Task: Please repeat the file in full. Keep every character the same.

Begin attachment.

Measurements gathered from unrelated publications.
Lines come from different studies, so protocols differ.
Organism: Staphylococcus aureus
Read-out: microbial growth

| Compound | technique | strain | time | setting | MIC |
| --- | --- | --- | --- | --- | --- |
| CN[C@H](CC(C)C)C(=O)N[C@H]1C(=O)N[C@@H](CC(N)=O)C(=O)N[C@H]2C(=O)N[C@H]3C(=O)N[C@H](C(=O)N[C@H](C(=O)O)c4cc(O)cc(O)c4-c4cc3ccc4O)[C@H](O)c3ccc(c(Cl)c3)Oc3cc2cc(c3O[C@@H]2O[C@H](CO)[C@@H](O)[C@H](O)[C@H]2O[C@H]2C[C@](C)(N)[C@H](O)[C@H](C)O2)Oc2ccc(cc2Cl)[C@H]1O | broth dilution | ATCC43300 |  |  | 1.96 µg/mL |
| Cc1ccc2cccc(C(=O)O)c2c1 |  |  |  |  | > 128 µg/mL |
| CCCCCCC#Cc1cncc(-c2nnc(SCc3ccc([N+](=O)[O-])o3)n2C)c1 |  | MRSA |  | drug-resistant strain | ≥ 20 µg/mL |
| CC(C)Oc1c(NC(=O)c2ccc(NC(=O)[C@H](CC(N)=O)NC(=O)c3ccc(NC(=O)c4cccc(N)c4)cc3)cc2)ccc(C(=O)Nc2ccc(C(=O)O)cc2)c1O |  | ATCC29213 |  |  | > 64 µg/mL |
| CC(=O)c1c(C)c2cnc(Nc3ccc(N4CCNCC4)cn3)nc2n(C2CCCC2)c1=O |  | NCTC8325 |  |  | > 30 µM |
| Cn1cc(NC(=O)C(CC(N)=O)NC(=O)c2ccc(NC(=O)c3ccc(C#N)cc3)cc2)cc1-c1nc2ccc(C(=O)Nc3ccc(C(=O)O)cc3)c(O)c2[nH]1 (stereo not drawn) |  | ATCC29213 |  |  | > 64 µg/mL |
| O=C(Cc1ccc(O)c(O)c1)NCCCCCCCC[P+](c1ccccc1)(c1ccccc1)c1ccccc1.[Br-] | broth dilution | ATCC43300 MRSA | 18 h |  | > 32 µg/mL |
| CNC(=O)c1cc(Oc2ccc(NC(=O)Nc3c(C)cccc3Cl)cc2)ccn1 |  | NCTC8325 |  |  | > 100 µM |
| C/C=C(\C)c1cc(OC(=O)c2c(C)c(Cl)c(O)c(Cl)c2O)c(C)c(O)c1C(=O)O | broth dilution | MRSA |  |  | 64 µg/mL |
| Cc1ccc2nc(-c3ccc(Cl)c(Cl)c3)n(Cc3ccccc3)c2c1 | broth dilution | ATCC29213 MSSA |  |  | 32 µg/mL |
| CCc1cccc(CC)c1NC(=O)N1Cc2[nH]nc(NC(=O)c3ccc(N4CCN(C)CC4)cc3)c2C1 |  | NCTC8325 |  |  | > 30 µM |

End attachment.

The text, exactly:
Measurements gathered from unrelated publications.
Lines come from different studies, so protocols differ.
Organism: Staphylococcus aureus
Read-out: microbial growth

| Compound | technique | strain | time | setting | MIC |
| --- | --- | --- | --- | --- | --- |
| CN[C@H](CC(C)C)C(=O)N[C@H]1C(=O)N[C@@H](CC(N)=O)C(=O)N[C@H]2C(=O)N[C@H]3C(=O)N[C@H](C(=O)N[C@H](C(=O)O)c4cc(O)cc(O)c4-c4cc3ccc4O)[C@H](O)c3ccc(c(Cl)c3)Oc3cc2cc(c3O[C@@H]2O[C@H](CO)[C@@H](O)[C@H](O)[C@H]2O[C@H]2C[C@](C)(N)[C@H](O)[C@H](C)O2)Oc2ccc(cc2Cl)[C@H]1O | broth dilution | ATCC43300 |  |  | 1.96 µg/mL |
| Cc1ccc2cccc(C(=O)O)c2c1 |  |  |  |  | > 128 µg/mL |
| CCCCCCC#Cc1cncc(-c2nnc(SCc3ccc([N+](=O)[O-])o3)n2C)c1 |  | MRSA |  | drug-resistant strain | ≥ 20 µg/mL |
| CC(C)Oc1c(NC(=O)c2ccc(NC(=O)[C@H](CC(N)=O)NC(=O)c3ccc(NC(=O)c4cccc(N)c4)cc3)cc2)ccc(C(=O)Nc2ccc(C(=O)O)cc2)c1O |  | ATCC29213 |  |  | > 64 µg/mL |
| CC(=O)c1c(C)c2cnc(Nc3ccc(N4CCNCC4)cn3)nc2n(C2CCCC2)c1=O |  | NCTC8325 |  |  | > 30 µM |
| Cn1cc(NC(=O)C(CC(N)=O)NC(=O)c2ccc(NC(=O)c3ccc(C#N)cc3)cc2)cc1-c1nc2ccc(C(=O)Nc3ccc(C(=O)O)cc3)c(O)c2[nH]1 (stereo not drawn) |  | ATCC29213 |  |  | > 64 µg/mL |
| O=C(Cc1ccc(O)c(O)c1)NCCCCCCCC[P+](c1ccccc1)(c1ccccc1)c1ccccc1.[Br-] | broth dilution | ATCC43300 MRSA | 18 h |  | > 32 µg/mL |
| CNC(=O)c1cc(Oc2ccc(NC(=O)Nc3c(C)cccc3Cl)cc2)ccn1 |  | NCTC8325 |  |  | > 100 µM |
| C/C=C(\C)c1cc(OC(=O)c2c(C)c(Cl)c(O)c(Cl)c2O)c(C)c(O)c1C(=O)O | broth dilution | MRSA |  |  | 64 µg/mL |
| Cc1ccc2nc(-c3ccc(Cl)c(Cl)c3)n(Cc3ccccc3)c2c1 | broth dilution | ATCC29213 MSSA |  |  | 32 µg/mL |
| CCc1cccc(CC)c1NC(=O)N1Cc2[nH]nc(NC(=O)c3ccc(N4CCN(C)CC4)cc3)c2C1 |  | NCTC8325 |  |  | > 30 µM |